Thursday, August 06, 2009

Goodbye, Universe

I learned the sad news yesterday that Jim Baen's Universe will be shutting down next year with the April 2010 issue. I had really fallen away from JBU, as I've fallen away from so much in the past year or so (and even more so in the past six months), but I've always felt a kinship with them, since my first published short story appeared in their first issue in June 2006.

They generated such hope and excitement from the moment they announced that they would be producing an online magazine (which was at first going to be called Baen's Astounding Stories). Writers were excited at a new market, especially a market from an established, well-funded publishing house, and even more at a market that guaranteed some space to unpublished writers. Meanwhile, those fans bemoaning the dwindling of short stories as opposed to Big Fat Novels were also happy, as well as those folks who preferred Baen's more old-fashioned, two-fisted approach to sci-fi over the more cerebral fare preferred by other magazines' editors. And if anybody could come up with a viable electronic publishing model, it would be the guys at Baen, virtually the only publisher who had managed to make e-books into a profitable business.

Excitement mounted when they began to announce the writers who would be appearing in the magazine. Brian Herbert and Kevin J. Anderson doing a new Dune story, David Drake doing a new Hammer's Slammers story, Alan Dean Foster, Cory Doctorow, Gene Wolfe, David Brin, Gregory Benford, Ben Bova, Elizabeth Bear, Mike Resnick, not to mention in-house Baen favorites like Eric Flint and John Ringo.

In addition to the normal subscriptions for the magazine, Baen's offered special club memberships with additional benefits, like getting yourself written into your favorite Baen series (not as a major character or anything, more like seeing your name as one of the people killed during a space battle in an Honor Harrington book or something--still, who else would ever have given you the chance?), and the response that first year was overwhelming.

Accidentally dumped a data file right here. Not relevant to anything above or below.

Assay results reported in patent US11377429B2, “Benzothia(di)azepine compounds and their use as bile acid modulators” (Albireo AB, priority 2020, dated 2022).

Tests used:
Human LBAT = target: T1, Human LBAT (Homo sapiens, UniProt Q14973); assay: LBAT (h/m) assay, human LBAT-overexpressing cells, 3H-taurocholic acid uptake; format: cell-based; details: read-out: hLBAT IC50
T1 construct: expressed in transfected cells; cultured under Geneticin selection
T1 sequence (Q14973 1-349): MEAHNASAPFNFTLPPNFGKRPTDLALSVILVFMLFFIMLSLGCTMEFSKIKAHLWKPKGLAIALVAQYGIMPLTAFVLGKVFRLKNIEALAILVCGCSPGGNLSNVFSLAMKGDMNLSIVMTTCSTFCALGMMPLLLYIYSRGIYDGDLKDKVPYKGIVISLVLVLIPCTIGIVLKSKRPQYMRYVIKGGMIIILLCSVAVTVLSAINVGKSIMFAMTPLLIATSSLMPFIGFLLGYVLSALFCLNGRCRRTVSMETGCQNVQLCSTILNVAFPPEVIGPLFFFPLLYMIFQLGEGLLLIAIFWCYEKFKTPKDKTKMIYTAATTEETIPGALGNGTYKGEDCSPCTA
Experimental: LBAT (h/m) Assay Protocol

But it so happens that I got a chance to hang out at Conestoga with associate editor Paula Goodlett and web maestro Rick Boatright and author David Drake about a month after the first issue went live, and even then, they had some worried conversations about whether they'd be able to sustain the magazine for more than two years. They'd sold lots of club memberships, which gave them a lot of cash up front, but not as many regular subscriptions as they needed to keep things going.

I heard the same rumblings the following year, when Eric Flint was at Conestoga. We all hoped it would turn around, but there was a sense from the beginning that it might never.

But at the same time, the magazine didn't fold after two years, so even if it didn't fulfill the hopes invested in it from the start, Baen's Universe did at least last longer than people feared it might. And really, like any new venture, they always knew it could fail, but they had the courage to do it anyway. And unlike some writers of this blog, they took that huge risk and managed it in a smart way that will allow them to have a soft landing that won't leave their writers or subscribers high and dry. I wish the entire staff there the best. They were good people who tried to do a very hard thing, and if they didn't succeed as well as they hoped, the science fiction world is better for the attempt.

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